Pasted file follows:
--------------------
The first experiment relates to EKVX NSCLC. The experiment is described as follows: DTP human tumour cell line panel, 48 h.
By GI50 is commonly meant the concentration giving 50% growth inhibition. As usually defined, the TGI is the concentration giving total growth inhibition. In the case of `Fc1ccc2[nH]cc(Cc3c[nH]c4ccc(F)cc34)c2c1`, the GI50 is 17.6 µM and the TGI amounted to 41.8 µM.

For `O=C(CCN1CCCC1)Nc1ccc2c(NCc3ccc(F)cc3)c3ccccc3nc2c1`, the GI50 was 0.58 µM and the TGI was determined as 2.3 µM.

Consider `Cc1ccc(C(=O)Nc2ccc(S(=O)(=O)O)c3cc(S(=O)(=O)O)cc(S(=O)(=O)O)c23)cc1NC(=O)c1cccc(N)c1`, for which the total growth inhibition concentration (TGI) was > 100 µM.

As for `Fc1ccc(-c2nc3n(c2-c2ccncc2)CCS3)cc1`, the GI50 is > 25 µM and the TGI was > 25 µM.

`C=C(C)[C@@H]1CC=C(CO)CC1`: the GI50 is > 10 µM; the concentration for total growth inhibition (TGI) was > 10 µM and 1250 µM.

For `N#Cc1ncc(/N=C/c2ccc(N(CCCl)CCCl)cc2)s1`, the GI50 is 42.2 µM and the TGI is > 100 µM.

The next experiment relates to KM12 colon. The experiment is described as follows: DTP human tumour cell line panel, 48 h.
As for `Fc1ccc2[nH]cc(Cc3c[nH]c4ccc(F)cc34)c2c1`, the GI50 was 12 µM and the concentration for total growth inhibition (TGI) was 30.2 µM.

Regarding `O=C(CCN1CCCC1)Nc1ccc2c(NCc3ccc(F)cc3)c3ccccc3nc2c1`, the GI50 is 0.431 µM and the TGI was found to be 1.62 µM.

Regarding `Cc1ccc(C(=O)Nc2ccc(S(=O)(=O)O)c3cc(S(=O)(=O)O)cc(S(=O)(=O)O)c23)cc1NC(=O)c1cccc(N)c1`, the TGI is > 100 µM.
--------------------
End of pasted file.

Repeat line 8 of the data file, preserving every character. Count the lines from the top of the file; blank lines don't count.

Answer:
The next experiment relates to KM12 colon. The experiment is described as follows: DTP human tumour cell line panel, 48 h.